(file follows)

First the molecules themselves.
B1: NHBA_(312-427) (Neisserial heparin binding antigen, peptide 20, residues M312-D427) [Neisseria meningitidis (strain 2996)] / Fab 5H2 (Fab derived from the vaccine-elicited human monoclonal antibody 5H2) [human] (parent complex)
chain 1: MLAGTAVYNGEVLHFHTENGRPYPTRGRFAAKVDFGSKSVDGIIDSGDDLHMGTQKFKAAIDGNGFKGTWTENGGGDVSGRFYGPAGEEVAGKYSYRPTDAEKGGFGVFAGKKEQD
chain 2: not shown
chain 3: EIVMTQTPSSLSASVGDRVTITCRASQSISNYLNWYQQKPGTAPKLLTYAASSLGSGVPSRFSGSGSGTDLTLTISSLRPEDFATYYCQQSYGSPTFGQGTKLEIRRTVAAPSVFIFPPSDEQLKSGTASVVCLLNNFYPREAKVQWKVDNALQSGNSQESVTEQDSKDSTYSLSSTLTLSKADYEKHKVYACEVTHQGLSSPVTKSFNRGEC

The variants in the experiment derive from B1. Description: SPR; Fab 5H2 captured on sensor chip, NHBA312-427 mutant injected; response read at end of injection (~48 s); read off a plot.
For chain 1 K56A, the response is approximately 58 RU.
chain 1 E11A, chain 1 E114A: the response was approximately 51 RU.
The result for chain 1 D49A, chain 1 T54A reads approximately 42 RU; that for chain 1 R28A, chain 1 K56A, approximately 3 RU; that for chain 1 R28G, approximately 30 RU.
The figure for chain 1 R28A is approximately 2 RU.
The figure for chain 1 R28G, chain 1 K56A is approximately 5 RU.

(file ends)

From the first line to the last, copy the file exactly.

First the molecules themselves.
B1: NHBA_(312-427) (Neisserial heparin binding antigen, peptide 20, residues M312-D427) [Neisseria meningitidis (strain 2996)] / Fab 5H2 (Fab derived from the vaccine-elicited human monoclonal antibody 5H2) [human] (parent complex)
chain 1: MLAGTAVYNGEVLHFHTENGRPYPTRGRFAAKVDFGSKSVDGIIDSGDDLHMGTQKFKAAIDGNGFKGTWTENGGGDVSGRFYGPAGEEVAGKYSYRPTDAEKGGFGVFAGKKEQD
chain 2: not shown
chain 3: EIVMTQTPSSLSASVGDRVTITCRASQSISNYLNWYQQKPGTAPKLLTYAASSLGSGVPSRFSGSGSGTDLTLTISSLRPEDFATYYCQQSYGSPTFGQGTKLEIRRTVAAPSVFIFPPSDEQLKSGTASVVCLLNNFYPREAKVQWKVDNALQSGNSQESVTEQDSKDSTYSLSSTLTLSKADYEKHKVYACEVTHQGLSSPVTKSFNRGEC

The variants in the experiment derive from B1. Description: SPR; Fab 5H2 captured on sensor chip, NHBA312-427 mutant injected; response read at end of injection (~48 s); read off a plot.
For chain 1 K56A, the response is approximately 58 RU.
chain 1 E11A, chain 1 E114A: the response was approximately 51 RU.
The result for chain 1 D49A, chain 1 T54A reads approximately 42 RU; that for chain 1 R28A, chain 1 K56A, approximately 3 RU; that for chain 1 R28G, approximately 30 RU.
The figure for chain 1 R28A is approximately 2 RU.
The figure for chain 1 R28G, chain 1 K56A is approximately 5 RU.